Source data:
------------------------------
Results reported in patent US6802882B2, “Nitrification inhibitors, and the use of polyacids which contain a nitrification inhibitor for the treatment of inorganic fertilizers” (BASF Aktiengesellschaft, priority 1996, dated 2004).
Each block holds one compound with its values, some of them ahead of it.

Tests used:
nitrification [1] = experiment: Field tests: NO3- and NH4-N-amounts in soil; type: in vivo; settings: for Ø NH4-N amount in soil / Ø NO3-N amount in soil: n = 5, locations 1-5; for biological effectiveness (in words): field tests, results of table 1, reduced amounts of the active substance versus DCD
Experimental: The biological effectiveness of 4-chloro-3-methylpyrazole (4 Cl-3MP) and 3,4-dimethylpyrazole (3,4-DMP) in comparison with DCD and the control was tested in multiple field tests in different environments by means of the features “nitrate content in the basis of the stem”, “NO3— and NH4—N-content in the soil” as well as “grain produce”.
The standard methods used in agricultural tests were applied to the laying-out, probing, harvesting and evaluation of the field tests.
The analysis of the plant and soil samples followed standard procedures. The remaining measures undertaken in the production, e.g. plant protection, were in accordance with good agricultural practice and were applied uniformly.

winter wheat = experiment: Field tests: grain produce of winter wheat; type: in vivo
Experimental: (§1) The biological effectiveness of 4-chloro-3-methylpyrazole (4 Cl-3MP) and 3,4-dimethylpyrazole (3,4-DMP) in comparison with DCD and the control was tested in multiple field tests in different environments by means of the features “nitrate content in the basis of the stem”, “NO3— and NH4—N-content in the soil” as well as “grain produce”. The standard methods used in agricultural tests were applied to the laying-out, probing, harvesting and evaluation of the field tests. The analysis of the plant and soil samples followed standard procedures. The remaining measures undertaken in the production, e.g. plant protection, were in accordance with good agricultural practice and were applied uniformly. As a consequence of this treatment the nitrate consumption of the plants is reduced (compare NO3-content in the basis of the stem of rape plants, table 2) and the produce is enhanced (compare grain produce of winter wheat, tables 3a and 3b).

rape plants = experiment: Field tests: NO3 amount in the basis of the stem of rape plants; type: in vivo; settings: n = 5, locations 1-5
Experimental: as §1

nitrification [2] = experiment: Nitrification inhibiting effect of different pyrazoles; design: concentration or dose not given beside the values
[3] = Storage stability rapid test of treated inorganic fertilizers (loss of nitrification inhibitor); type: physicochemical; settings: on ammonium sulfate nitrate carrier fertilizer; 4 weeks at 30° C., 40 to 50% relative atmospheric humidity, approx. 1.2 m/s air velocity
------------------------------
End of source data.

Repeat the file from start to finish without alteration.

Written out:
Results reported in patent US6802882B2, “Nitrification inhibitors, and the use of polyacids which contain a nitrification inhibitor for the treatment of inorganic fertilizers” (BASF Aktiengesellschaft, priority 1996, dated 2004).
Each block holds one compound with its values, some of them ahead of it.

Tests used:
nitrification [1] = experiment: Field tests: NO3- and NH4-N-amounts in soil; type: in vivo; settings: for Ø NH4-N amount in soil / Ø NO3-N amount in soil: n = 5, locations 1-5; for biological effectiveness (in words): field tests, results of table 1, reduced amounts of the active substance versus DCD
Experimental: The biological effectiveness of 4-chloro-3-methylpyrazole (4 Cl-3MP) and 3,4-dimethylpyrazole (3,4-DMP) in comparison with DCD and the control was tested in multiple field tests in different environments by means of the features “nitrate content in the basis of the stem”, “NO3— and NH4—N-content in the soil” as well as “grain produce”.
The standard methods used in agricultural tests were applied to the laying-out, probing, harvesting and evaluation of the field tests.
The analysis of the plant and soil samples followed standard procedures. The remaining measures undertaken in the production, e.g. plant protection, were in accordance with good agricultural practice and were applied uniformly.

winter wheat = experiment: Field tests: grain produce of winter wheat; type: in vivo
Experimental: (§1) The biological effectiveness of 4-chloro-3-methylpyrazole (4 Cl-3MP) and 3,4-dimethylpyrazole (3,4-DMP) in comparison with DCD and the control was tested in multiple field tests in different environments by means of the features “nitrate content in the basis of the stem”, “NO3— and NH4—N-content in the soil” as well as “grain produce”. The standard methods used in agricultural tests were applied to the laying-out, probing, harvesting and evaluation of the field tests. The analysis of the plant and soil samples followed standard procedures. The remaining measures undertaken in the production, e.g. plant protection, were in accordance with good agricultural practice and were applied uniformly. As a consequence of this treatment the nitrate consumption of the plants is reduced (compare NO3-content in the basis of the stem of rape plants, table 2) and the produce is enhanced (compare grain produce of winter wheat, tables 3a and 3b).

rape plants = experiment: Field tests: NO3 amount in the basis of the stem of rape plants; type: in vivo; settings: n = 5, locations 1-5
Experimental: as §1

nitrification [2] = experiment: Nitrification inhibiting effect of different pyrazoles; design: concentration or dose not given beside the values
[3] = Storage stability rapid test of treated inorganic fertilizers (loss of nitrification inhibitor); type: physicochemical; settings: on ammonium sulfate nitrate carrier fertilizer; 4 weeks at 30° C., 40 to 50% relative atmospheric humidity, approx. 1.2 m/s air velocity